So the average standard size board game (Alea or Kosmos big box) will cost like $45 to $55 which may sound quite expensive, but its really not by Japanese standards. For example, a copy of Mermaid Rain, made in Japan, costs about $40 so there is not much difference. Of course, some people such as myself buy games from Fun Again and Adam Spielt, but that is very rare due to the language barrier. The majority of people buy games from Moebius, Banesto or Playspace using online shopping because they provide quite a nice rule translation and after support just in case anything is missing in purchased games. As for other rules translations, there are couple devoted gamers who contribute by doing this work privately. Takuya Ono, who is the webs ite owner of Table Games in the World and one of the most devoted gamers, provides rules translations with proper permission from the manufacturers on his site. And as a BGG-like board game information exchange database, several other people and I are preparing the launch of playgame database, a Japanese equivalent of BGG. Currently this database is running at a test level and any registered user is able to add and edit most of the game information, including files, links,, and comments (all in Japanese though).

Well, that pretty much covers the buying aspect. One thing missing may be auction. We use Yahoo Auction, which is more common than Ebay here in Japan.

Q4. Do you have any ideas how many people in your country are playing new strategy games? Any idea what the demographics are like? What? the overlap with RPG, CCG, war games, computer games, video games, comic books, anime?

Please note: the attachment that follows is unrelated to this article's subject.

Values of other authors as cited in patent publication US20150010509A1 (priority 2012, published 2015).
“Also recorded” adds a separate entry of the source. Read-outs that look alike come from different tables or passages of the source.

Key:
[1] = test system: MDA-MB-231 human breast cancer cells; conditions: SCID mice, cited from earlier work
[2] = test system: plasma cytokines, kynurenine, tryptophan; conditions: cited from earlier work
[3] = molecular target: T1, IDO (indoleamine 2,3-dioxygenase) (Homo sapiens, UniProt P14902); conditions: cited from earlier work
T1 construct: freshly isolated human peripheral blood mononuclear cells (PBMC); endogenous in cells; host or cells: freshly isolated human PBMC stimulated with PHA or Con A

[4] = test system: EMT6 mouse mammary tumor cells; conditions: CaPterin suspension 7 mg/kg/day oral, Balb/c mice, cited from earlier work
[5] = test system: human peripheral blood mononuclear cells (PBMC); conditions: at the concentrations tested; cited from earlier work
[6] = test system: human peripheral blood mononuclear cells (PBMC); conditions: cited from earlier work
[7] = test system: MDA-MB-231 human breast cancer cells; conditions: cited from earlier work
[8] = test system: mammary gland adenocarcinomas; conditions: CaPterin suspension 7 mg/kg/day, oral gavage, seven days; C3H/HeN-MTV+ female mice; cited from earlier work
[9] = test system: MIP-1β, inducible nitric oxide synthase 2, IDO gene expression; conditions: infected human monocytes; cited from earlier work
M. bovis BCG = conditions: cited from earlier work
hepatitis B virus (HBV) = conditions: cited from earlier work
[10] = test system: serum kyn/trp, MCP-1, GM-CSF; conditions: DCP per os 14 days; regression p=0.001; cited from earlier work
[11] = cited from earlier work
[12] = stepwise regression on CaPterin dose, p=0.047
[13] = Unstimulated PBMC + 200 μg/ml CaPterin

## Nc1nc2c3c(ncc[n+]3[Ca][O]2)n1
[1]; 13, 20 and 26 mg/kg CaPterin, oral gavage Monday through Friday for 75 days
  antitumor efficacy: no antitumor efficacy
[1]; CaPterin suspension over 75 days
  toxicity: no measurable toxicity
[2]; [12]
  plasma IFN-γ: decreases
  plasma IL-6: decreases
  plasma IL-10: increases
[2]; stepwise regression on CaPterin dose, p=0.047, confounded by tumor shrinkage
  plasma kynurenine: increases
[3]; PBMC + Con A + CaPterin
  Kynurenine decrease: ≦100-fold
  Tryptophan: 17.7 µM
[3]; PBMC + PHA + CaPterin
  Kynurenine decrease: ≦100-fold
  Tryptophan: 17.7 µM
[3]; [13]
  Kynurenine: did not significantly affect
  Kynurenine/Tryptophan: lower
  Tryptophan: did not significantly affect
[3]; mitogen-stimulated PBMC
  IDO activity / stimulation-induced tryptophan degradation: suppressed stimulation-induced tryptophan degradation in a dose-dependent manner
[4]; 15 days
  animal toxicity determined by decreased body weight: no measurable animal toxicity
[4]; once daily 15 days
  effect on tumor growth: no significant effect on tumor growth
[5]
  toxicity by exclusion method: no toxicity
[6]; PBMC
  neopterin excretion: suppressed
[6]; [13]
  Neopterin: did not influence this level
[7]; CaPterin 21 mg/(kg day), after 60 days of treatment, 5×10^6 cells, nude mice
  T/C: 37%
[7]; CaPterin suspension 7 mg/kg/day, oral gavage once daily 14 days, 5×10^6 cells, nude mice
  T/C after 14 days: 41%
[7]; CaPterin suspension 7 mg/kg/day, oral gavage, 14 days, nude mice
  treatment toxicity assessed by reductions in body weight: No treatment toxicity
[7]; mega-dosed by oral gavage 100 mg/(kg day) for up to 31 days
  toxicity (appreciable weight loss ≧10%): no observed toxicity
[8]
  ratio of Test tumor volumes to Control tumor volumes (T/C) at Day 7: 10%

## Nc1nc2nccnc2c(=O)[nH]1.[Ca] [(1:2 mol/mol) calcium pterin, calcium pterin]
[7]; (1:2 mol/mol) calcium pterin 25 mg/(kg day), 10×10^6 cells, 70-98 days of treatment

game shop by Tanya Chou
Examples of games found in a Japanese board game shop
Speaking of euro-games, a colorful board game magazine (which ceased publishing after the second issue) called Board game Paradise 01 (published by Takeuchi Publishing) sold about 5000 copies. Also, the board game shop Moebius has reported that their highest selling board game was Carcassonne and it also sold around 3000 copies. So I think 3000 to 5000 is a very rough estimate of Japanese who are at least interested in euro-games. From the statistics at my web site, there are roughly 300 visitors per day. I think those 300 people are hard core gamers who need up to date board game information. One of the main consumer targets for euro-games in Japan are adults over age 30. The generation younger than this has never been exposed to board games since Nintendo and electronic games took over the market and they also are not as wealthy as people that are over age 30.
The Japanese economy is not exactly in a healthy state, so buying expensive, foreign board games is not a first choice for entertainment. There are lots of people that overlap with the genres mentioned in your question. Comics, Anime, and computer games are pretty much a daily part of young Japanese life. One of the most common ways to sell toys and games is through exposure in comics and animation. For example, most robot animation series are co-developed with the toy maker Bandai, so they can make characters and robots as plastic models and other toys. Yu-gi-oh became a CCG and there are thousands of other products that are tied in very deeply with comics.